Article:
Feature story

People living with HIV in Kyrgyzstan have won the right to adopt

12 February 2021

At the end of January 2021, the Kyrgyzstan Constitutional Court decided to exclude HIV from the list of diseases that prevent people from adopting children or becoming guardians or foster parents. The barrier to parenting for people living with HIV in the country had been in effect for many years.

The change—brought about by a joint effort of activists, lawyers and human rights defenders, but primarily by people who personally suffered from discrimination and fought for their rights—is a victory against stigma and discrimination against people living with HIV in Kyrgyzstan.

Baktygul Israilova, pictured above and who leads the Country Network of Women Living with HIV, is one of those who were affected. Several years ago, she wanted to adopt a child. “At that time, I did not fully understand the depth of the problem. I thought that if I prepared all the necessary documents, submitted them to the right department, they would consider me and make a positive decision,” Ms Israilova said. “I am a mother of two wonderful girls, I have a job, a stable job, so at that time it seemed that everything should be on my side.”

When she found out that she could not adopt a child because of her HIV status, she was shocked. “I’m used to the fact that people living with HIV are constantly discriminated against, but why can’t they become parents and give their love and care to a child from an orphanage?” she said.

At that time, Ms Israilova was starting on her path in HIV activism. “Until that time I was always afraid of something, at first my HIV status. I was worried for my girls, I was worried that I would not find a job, I was afraid that people would not understand me, I was worried that I would not achieve anything in my life. But then I became tired of being afraid. It was a turning point in my life. It was then that I openly declared my HIV status and became the first woman in the country openly living with HIV.”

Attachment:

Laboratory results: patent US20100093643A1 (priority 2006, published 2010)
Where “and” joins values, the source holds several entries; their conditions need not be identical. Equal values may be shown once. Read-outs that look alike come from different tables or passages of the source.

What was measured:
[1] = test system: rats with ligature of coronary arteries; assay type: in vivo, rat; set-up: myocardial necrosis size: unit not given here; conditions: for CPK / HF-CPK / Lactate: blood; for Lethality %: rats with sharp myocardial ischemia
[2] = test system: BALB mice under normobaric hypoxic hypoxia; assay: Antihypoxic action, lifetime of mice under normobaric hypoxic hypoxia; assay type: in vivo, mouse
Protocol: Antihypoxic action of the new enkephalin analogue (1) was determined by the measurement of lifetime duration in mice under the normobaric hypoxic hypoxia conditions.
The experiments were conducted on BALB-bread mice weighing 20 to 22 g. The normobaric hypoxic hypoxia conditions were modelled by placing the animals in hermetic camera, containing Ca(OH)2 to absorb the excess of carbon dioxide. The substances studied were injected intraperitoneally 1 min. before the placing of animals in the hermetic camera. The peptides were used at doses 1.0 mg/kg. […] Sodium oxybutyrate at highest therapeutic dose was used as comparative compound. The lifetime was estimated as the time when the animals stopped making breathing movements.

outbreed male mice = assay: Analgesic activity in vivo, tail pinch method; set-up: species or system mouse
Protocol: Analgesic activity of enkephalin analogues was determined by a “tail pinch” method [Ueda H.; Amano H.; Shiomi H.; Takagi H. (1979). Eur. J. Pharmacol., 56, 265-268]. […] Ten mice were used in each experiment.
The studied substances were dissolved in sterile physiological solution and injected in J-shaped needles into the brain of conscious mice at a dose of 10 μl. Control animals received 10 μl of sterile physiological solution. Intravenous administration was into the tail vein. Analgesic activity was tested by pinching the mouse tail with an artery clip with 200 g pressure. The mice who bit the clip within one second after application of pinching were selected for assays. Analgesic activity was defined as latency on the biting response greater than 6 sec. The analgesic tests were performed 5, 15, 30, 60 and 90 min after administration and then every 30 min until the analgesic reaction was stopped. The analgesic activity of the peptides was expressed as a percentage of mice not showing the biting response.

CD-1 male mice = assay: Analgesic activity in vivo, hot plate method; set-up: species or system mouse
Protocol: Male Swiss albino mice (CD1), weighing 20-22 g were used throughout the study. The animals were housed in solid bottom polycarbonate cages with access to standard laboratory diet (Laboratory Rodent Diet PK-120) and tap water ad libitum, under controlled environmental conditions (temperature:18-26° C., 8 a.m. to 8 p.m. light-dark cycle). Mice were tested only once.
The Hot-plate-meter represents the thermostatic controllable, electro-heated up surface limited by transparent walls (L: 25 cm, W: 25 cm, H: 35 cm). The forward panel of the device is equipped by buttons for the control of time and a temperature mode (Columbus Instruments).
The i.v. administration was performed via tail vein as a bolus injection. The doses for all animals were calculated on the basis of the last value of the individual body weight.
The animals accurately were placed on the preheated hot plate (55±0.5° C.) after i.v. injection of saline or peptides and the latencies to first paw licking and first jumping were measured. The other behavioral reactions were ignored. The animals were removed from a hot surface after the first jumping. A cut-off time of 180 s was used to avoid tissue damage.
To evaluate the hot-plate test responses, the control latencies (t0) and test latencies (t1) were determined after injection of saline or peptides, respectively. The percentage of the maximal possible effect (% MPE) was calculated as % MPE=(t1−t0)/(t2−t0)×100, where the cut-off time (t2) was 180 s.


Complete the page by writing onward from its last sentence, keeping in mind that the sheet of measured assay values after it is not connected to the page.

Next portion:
According to the Kyrgyzstan National Statistical Committee, in 2019 there were more than 2000 children and adolescents under the age of 18 years who were left without parental care, of which 592 were orphans.

In 2018, Ms Israilova met Svetlana Izambayeva, pictured above, an activist from the Russian Federation who is living with HIV and who became one of the first women in the Russian Federation to declare her HIV status openly. Ms Izambayeva had extensive and successful experience in the struggle for the right to adopt in her home country and helped and advised the women in Kyrgyzstan in their battle.

A similar case was being considered by the Kyrgyzstan courts in which the Kyrgyz lawyer Ainura Osmonalieva and lawyers from the Adilet legal clinic were trying to help a woman living with HIV to get custody of her nephew after the death of his mother.

The activists joined forces and resources and studied the entire existing legal framework, international obligations, ratified conventions and the United Nations Political Declaration on Ending AIDS, which the country had committed to implement. The process lasted for two years. Activists from other countries, particularly from the Eurasian Women’s Network on AIDS, helped to collect evidence. The activists highlighted examples of changes in legislation in three eastern European countries—the Republic of Moldova, the Russian Federation and Ukraine. The UNAIDS Country Office in Kyrgyzstan supported the advocacy efforts of the Country Network of Women Living with HIV at all stages and provided technical support to strengthen its organizational and advocacy capacity.

Ms Israilova said that when she had to speak and defend her position before the Constitutional Court judges, she was ready for any developments. “Even if we were given a negative decision, we would not have given up, but tried again and again to achieve a result where every person living with HIV can adopt or become a guardian of a child.”

“When we received a positive decision, I came home and told my girls about what we had achieved. They have long dreamed of a brother and even came up with a name for him. My girls are my light, which illuminates my path. I have managed to achieve a lot in life thanks to the fact that I have them. Now I must prepare all the necessary documents to give happiness to another child,” said Ms Israilova.

Photos: November 2019. Credit: UNAIDS

Watch: Svetlana Izambayeva

Watch: Baktygul Israilova's story